4 Million Workers Just Lost Overtime Pay (For Now)

4 Million Workers Just Lost Overtime Pay (For Now)
4 Million Workers Just Lost Overtime Pay (For Now)

A Texas judge has issued a preliminary injunction against Pres. Obama’s new overtime rule that promised 4 million salaried employees overtime pay. In the wake of the court’s decision, one has to wonder whether the new rule was just another political stunt by the lame duck administration or an attempt to help working people.

It’s no secret that the Obama Administration did not feel beholden to Congress. The outgoing president spent eight years circumventing lawmakers by penning executive orders en masse and instructing government agencies such as the Department of Labor to unilaterally change federal regulations. The overtime rule was one in a long line of such executive power grabs.

OT Rule Put On Hold
Twenty-one states, joined by the U.S. Chamber of Commerce, National Retail Federation, and other organizations, petitioned a federal court to block the O.T. rule, arguing the Obama administration had overstepped its authority. On Nov. 22, U.S. District Judge Amos Mazzant sided with the states. The effect of his order puts the new overtime rule on hold while Obama and the Dept. of Labor weigh their options.

If the rule had taken effect on Dec. 1, it would have theoretically made more than 4 million salaried employees eligible for overtime pay. It doubled the overtime threshold from $23,660 to $47,476. But, in many respects, the method and rule highlight just how naïve the Obama Administration was about business.

With the judge’s ruling coming in the 11th hour, many businesses had already devised plans to comply. Some whose employees were close to the new the $47,476 mark simply planned to bump up paychecks. That is not to say that a few additional hours wouldn’t come with that extra money.

Many companies, particularly in the fast food and retail industries, would have demoted entry-level managers back to hourly status — potentially stripping them of other benefits. For these companies to maintain a static bottom line, minimum wage employees would have filled in any gaps. Basically, aspiring managers would likely lose a foothold into better paying white collar careers.

On the corporate side, the National Federation of Independent Businesses reported that the change would negatively affect more than 5.5 million small businesses. But, with the rule in limbo, the legal and political implications seem to be that the new overtime rule is dead in the water.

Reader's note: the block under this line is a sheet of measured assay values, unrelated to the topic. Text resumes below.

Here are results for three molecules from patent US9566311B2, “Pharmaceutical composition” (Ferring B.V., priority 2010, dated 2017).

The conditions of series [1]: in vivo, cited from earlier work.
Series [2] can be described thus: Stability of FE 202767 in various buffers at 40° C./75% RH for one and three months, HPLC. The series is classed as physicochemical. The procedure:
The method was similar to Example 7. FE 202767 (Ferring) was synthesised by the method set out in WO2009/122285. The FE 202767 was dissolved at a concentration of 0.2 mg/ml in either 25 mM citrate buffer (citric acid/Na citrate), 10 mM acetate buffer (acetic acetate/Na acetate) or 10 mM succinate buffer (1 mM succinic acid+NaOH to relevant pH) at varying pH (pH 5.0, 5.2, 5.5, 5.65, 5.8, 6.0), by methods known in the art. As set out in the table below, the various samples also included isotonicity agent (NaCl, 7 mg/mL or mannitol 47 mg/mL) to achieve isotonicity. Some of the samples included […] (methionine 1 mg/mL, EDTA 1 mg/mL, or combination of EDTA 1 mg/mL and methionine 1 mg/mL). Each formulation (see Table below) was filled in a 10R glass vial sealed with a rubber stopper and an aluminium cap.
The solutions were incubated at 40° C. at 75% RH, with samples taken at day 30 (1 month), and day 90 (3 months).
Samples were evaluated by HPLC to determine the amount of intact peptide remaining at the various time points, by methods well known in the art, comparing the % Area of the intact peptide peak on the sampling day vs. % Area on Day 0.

GOP To Nix Obama Regs
Whether Judge Mazzant based his decision on legal scholarship or the practical knowledge remains to be seen. It was widely reported that the incoming GOP-led Congress planned to send this and many other of Obama’s unilateral regulations to the slaughterhouse. The Republicans plan to assert the Congressional Review Act and reach back 60 working days to strike down about 150 of Obama’s late-game rules changes.

Undoubtedly, the overtime rule would be lumped into a single measure that would be sent to the Oval Office for the soon-to-be President Trump’s signature. Given that employers would have had to make wholesale changes just to undo them later, Judge Mazzant’s order shows a practical wisdom that allows the incoming Congress and Trump Administration an opportunity to decide its fate.

Team Trump: To Act Or Not To Act?
During the campaign, reporters asked Trump his position on the change. His response was indifferent and he only indicated a concern to protect small businesses. Given the billionaire real estate mogul’s knowledge about corporate bottom lines and labor, it’s more likely than not that he understands how many businesses would adjust. As a matter of pragmatism, Trump can instruct the Department of Labor to simply drop participation in the lawsuit and agree to let Judge Mazzant’s stand without appeal. For all intents and purposes, Trump and Congress can now strike down the new O.T. rule without lifting a finger.

At the end of the day, the battle over the O.T. rule stands as a prime example of the divisive trench warfare between the Obama Administration and Congress during the last eight years. Unfortunately, the American worker has been needlessly caught in the crossfire…again.

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